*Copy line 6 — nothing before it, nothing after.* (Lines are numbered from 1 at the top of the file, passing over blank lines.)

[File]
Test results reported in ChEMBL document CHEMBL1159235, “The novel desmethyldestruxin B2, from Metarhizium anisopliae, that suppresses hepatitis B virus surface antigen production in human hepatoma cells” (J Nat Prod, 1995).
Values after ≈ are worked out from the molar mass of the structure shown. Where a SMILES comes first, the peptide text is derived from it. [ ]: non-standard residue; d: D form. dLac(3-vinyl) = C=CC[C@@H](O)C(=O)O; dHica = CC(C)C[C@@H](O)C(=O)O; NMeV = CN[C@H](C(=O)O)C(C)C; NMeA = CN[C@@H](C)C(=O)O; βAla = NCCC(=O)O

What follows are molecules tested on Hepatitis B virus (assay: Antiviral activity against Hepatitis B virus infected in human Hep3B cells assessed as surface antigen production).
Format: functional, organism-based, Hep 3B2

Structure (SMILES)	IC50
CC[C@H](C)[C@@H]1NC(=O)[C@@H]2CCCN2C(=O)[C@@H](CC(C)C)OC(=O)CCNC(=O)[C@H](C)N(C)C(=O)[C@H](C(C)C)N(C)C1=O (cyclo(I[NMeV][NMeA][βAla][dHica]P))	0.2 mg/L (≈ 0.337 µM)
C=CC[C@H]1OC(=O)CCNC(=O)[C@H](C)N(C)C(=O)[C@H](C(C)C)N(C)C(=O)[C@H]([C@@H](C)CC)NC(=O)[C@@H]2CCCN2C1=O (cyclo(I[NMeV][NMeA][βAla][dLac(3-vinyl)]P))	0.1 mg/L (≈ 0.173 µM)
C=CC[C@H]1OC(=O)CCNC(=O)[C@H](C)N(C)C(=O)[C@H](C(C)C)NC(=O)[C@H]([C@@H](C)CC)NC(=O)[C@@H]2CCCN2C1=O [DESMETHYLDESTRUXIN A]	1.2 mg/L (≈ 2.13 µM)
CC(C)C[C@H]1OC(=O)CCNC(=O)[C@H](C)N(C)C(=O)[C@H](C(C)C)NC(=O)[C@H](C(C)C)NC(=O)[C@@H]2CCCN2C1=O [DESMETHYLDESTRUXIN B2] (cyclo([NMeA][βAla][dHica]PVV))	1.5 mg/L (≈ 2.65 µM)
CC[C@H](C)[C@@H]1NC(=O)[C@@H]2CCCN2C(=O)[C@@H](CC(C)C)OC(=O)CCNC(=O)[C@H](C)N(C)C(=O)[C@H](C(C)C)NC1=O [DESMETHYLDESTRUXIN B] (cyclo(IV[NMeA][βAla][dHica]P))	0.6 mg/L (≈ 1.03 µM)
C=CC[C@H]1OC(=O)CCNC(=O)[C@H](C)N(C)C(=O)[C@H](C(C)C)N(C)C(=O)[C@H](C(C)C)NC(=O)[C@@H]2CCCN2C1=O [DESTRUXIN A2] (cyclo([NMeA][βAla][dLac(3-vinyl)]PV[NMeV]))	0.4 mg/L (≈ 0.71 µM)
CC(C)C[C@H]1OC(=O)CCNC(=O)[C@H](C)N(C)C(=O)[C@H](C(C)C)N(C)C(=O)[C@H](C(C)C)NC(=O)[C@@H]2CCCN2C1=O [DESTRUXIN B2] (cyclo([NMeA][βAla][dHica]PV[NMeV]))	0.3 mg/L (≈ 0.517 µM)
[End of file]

CC[C@H](C)[C@@H]1NC(=O)[C@@H]2CCCN2C(=O)[C@@H](CC(C)C)OC(=O)CCNC(=O)[C@H](C)N(C)C(=O)[C@H](C(C)C)N(C)C1=O (cyclo(I[NMeV][NMeA][βAla][dHica]P))	0.2 mg/L (≈ 0.337 µM)